A Game Of Poetic Descriptions
Yogesh Patel
PATINA by Kavita A. Jindal;Jessica Mookherjee;Usha Akella The Wind In The Trees, UK;Nine Arches Press;Sahitya Akademi, 2019, 40 pp., £ 6.00;£ 6.00;R 80.00
September 2019, volume 43, No 9

Poetry cluttered with lists or images dressed in poetic descriptions pretending to create a lyrical experience to revel in are quite common. It is also, largely celebrated by magazine editors and flourishing winning awards. So, I was not surprised to read in the June/July issue of The London Magazine, Paul Griffin’s essay ‘How Not to Write Poetry’, discussing how the teaching of poetry is left quite wanting. He laments that in this learning process students make ‘lists of words and then write poems using these words describing objects or situations.’ Recently, there has been a wider debate about ambiguity in poetry as well. Griffin also makes a point that ‘poems are very often little more than a jumble of disconnected images.’ The nature of the ‘spoken word’ culture that now engulfs us bears no compass to what real poetry recital should be. Additionally, we must remember that just the traditional construction of poetry with rhymes and metres does not always make poetry. It must deliver us to the challenging content. Hence, when I apply the mentioned canon to three recent collections here, I put them in this order: Patina by Kavita A Jindal, then Tigress by Jessica Mookherjee and finally, The Waiting by Usha Akella. I rush to point out, however, that each poet’s approach is completely different in lyricism, in applying traditional forms, and in making poems transcend from ‘describing objects and situation’. With magical simplicity, Jindal connects easily with readers by steering away from describing objects or situations. Mookherjee’s world is quite leaden with descriptions, and Usha Akella, suitably for her devotional quest, completely sheds worldly clutters and detailed events.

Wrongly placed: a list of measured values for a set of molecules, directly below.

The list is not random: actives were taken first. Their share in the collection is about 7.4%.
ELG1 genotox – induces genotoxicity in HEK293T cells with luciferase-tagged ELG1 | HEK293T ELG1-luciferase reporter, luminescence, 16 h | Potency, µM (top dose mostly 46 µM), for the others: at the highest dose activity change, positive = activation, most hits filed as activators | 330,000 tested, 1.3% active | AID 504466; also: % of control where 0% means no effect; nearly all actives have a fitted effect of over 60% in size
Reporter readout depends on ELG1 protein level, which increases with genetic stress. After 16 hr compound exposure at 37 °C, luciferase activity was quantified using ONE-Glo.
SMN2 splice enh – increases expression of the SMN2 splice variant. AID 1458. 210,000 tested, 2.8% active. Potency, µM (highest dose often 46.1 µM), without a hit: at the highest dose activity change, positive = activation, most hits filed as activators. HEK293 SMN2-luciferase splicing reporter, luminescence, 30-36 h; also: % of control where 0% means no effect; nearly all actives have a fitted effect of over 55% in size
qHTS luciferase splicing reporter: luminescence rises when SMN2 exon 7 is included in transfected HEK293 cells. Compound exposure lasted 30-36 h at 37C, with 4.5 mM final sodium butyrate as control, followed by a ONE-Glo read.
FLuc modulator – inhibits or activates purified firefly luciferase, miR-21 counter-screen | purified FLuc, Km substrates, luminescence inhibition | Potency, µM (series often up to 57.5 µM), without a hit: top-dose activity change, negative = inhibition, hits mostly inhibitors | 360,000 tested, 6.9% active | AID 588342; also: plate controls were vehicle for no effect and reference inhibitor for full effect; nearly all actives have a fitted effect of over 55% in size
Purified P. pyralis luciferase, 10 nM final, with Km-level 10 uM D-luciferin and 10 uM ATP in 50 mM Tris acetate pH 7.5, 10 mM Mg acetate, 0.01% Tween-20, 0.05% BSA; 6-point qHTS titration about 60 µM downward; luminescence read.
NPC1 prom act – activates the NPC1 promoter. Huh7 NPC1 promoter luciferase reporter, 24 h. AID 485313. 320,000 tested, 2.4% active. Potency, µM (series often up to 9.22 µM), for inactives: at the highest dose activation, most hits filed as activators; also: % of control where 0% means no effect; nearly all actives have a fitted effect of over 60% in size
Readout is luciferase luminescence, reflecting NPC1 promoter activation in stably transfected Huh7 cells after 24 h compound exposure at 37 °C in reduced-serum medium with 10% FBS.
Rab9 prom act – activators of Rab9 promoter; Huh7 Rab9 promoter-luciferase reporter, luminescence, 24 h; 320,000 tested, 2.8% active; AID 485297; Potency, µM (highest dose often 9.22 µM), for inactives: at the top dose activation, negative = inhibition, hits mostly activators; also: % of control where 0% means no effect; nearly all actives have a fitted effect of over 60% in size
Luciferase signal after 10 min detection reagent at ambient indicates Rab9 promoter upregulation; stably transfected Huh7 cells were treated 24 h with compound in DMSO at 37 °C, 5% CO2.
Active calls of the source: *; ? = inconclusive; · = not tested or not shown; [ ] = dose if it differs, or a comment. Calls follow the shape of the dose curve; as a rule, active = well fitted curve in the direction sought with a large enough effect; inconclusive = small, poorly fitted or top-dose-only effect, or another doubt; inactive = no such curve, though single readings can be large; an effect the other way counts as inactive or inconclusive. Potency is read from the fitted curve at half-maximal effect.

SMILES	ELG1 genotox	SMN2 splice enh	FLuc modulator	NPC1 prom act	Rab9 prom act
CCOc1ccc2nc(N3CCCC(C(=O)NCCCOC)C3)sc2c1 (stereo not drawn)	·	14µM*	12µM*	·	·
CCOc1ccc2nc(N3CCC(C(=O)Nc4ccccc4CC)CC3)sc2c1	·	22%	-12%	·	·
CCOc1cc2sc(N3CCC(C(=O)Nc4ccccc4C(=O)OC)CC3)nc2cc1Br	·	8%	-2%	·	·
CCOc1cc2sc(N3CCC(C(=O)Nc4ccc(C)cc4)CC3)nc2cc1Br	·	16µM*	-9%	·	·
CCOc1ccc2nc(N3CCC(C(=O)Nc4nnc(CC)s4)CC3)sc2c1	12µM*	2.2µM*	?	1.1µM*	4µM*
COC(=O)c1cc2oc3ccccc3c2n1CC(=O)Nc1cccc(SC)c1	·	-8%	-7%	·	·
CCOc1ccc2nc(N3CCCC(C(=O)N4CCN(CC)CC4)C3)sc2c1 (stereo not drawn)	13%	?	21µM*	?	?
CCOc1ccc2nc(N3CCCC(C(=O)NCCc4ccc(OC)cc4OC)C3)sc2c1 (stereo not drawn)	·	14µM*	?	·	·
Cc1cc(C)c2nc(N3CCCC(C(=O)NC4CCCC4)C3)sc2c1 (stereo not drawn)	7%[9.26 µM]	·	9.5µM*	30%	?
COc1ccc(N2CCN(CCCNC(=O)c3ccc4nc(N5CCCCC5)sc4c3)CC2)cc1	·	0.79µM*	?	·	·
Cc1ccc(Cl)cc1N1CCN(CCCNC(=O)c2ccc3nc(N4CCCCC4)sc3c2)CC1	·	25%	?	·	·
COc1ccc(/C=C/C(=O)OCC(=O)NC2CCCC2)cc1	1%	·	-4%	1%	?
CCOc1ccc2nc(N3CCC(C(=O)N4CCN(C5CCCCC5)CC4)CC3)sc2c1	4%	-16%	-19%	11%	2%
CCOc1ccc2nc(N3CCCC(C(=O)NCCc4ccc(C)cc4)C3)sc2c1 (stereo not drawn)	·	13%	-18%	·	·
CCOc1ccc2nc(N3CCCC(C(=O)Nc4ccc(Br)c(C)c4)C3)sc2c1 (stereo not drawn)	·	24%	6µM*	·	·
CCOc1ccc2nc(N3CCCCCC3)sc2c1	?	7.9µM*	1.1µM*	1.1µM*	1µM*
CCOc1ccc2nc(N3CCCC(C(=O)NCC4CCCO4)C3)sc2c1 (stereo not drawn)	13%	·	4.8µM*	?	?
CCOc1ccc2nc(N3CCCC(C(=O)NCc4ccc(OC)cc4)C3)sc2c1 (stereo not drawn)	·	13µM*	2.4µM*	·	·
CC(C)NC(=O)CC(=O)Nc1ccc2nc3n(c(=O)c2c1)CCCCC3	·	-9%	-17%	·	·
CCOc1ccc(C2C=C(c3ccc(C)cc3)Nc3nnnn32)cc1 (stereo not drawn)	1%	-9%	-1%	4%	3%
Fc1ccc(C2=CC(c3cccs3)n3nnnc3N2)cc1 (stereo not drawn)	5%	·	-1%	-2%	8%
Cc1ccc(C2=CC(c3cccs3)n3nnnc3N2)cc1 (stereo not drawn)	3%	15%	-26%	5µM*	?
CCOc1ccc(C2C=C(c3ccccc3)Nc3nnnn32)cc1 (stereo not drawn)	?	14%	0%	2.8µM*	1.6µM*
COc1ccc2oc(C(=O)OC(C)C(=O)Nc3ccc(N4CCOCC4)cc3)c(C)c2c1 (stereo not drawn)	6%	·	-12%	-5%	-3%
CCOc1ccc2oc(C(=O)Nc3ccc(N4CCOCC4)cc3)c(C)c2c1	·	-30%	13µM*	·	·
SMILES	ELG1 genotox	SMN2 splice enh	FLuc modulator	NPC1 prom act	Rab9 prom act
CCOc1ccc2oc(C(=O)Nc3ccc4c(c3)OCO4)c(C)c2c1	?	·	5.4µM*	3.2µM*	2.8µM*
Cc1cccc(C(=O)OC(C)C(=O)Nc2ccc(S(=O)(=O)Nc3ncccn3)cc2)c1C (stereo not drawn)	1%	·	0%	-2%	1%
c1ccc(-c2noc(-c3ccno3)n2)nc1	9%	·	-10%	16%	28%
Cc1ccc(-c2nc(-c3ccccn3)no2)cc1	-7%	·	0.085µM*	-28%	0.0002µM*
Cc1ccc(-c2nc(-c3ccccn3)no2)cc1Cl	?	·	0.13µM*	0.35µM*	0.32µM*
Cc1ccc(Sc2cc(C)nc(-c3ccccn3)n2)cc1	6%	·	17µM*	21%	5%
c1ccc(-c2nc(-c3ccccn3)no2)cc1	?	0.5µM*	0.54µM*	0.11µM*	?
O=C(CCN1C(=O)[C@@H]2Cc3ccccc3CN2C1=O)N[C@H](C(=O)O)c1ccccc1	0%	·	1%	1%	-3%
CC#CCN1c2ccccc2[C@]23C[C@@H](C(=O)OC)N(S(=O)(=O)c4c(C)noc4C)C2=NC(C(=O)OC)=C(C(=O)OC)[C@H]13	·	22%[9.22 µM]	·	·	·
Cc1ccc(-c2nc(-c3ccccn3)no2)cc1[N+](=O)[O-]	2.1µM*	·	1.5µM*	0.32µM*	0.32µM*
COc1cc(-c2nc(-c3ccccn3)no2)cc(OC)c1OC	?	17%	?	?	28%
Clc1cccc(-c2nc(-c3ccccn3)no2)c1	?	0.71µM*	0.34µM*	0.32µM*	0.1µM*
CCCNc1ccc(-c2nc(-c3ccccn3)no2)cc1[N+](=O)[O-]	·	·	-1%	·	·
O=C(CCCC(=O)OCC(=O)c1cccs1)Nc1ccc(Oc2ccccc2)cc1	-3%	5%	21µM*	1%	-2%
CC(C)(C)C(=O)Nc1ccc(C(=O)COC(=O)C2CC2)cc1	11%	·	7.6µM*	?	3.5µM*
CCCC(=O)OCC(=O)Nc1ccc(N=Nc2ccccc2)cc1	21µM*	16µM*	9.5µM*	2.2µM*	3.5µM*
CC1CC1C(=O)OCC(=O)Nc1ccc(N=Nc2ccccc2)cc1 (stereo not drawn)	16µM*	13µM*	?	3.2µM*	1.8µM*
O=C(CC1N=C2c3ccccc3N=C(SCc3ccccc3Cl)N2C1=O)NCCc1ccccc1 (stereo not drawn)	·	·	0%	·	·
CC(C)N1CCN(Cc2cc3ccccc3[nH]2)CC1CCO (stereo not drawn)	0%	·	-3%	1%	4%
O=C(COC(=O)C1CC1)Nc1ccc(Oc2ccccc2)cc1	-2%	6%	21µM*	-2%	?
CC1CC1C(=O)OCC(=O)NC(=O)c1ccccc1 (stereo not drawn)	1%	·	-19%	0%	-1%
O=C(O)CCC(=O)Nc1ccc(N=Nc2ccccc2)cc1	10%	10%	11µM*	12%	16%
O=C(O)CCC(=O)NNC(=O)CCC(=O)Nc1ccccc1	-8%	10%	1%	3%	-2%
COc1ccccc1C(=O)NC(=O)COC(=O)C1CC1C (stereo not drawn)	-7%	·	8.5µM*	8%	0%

Jindal’s softer and measured but reflective voice serves her well in achieving a startling realism, often magical. Her scattered observations are well weighed up to create a mood wrapped in an endearingly lyrical language. She has poignancy and grace laced in simplicity. In ‘Anything But’ this example of simplicity speaks volume where—‘On Not Being a Muse’—a woman is objectified by an artist (man?) and has to deliver a portrayal, but in conclusion will not be ‘static’, call it her liberation from the expected perception.

Gladly I will do it all Anything but be

Static while you are active Anything but be

The one from whom you source

What you make your own.

Jindal’s poems show us that the beauty around us is not the derivative of any ostentatious aesthetics but the metaphorical patina. Patina brings time, history and value into play. This metaphorical patina assimilates from one’s reactions to adverse encounters in life. Her poem ‘Piccadilly Line Salon’ brings this point home by the poet putting us in the middle of women peering, pouting, slicking, and flicking doing their make-up in the morning on the tube. It contrasts with ‘Should I rustle in my satchel? / Check in a mirror/ for bits of breakfast pear/ stuck in my teeth?’ We are left wondering about the artificial images wearing the make-up versus charming and unassuming reality; the pitch is of the artificial against the natural. Jindal succeeds in her craft with lyricism and restrains as displayed in her other poems about the lack of clean water for some, Brexit, hashtag, Trump, and Boris. Thus, while the poet engages with personal perspectives, she also indulges in current affair concerns. Here is a poet that claims ‘When slow living comes back in fashion/ I will claim as I have always done/ …That I was here first.’

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